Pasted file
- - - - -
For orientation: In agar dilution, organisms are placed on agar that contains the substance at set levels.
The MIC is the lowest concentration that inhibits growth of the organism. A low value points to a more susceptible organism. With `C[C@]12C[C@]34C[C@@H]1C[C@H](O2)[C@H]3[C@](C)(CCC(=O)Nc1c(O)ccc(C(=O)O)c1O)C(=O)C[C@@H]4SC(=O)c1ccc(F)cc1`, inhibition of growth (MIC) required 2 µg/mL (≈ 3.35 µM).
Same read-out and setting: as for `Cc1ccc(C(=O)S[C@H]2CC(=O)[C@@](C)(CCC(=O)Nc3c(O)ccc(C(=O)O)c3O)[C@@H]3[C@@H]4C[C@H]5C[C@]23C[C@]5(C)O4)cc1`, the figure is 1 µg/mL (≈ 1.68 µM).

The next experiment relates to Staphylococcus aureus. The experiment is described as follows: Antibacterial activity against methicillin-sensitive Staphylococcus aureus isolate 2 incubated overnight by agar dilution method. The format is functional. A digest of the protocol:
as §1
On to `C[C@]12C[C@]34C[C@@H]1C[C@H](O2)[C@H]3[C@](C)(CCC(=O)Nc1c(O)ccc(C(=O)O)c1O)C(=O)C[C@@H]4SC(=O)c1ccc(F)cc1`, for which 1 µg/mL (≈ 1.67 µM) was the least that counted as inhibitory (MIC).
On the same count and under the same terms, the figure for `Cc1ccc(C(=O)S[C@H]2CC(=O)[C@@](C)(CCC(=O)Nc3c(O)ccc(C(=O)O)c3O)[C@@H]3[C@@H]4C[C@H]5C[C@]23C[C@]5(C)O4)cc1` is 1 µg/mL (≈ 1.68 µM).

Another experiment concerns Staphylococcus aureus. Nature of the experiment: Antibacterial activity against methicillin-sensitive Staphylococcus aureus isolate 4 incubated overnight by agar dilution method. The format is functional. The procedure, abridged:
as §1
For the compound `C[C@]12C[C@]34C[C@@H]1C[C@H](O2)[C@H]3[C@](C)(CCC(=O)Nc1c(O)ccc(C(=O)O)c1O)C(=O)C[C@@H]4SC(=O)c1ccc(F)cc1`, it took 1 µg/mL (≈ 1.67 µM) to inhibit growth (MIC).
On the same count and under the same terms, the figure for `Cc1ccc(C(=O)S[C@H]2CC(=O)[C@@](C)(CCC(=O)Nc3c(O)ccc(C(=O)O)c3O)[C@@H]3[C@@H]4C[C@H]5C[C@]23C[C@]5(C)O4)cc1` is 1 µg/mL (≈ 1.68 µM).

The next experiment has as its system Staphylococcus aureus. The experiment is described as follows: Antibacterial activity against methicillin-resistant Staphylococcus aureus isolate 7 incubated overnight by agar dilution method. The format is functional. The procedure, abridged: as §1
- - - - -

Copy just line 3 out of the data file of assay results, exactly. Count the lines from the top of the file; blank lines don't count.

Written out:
Same read-out and setting: as for `Cc1ccc(C(=O)S[C@H]2CC(=O)[C@@](C)(CCC(=O)Nc3c(O)ccc(C(=O)O)c3O)[C@@H]3[C@@H]4C[C@H]5C[C@]23C[C@]5(C)O4)cc1`, the figure is 1 µg/mL (≈ 1.68 µM).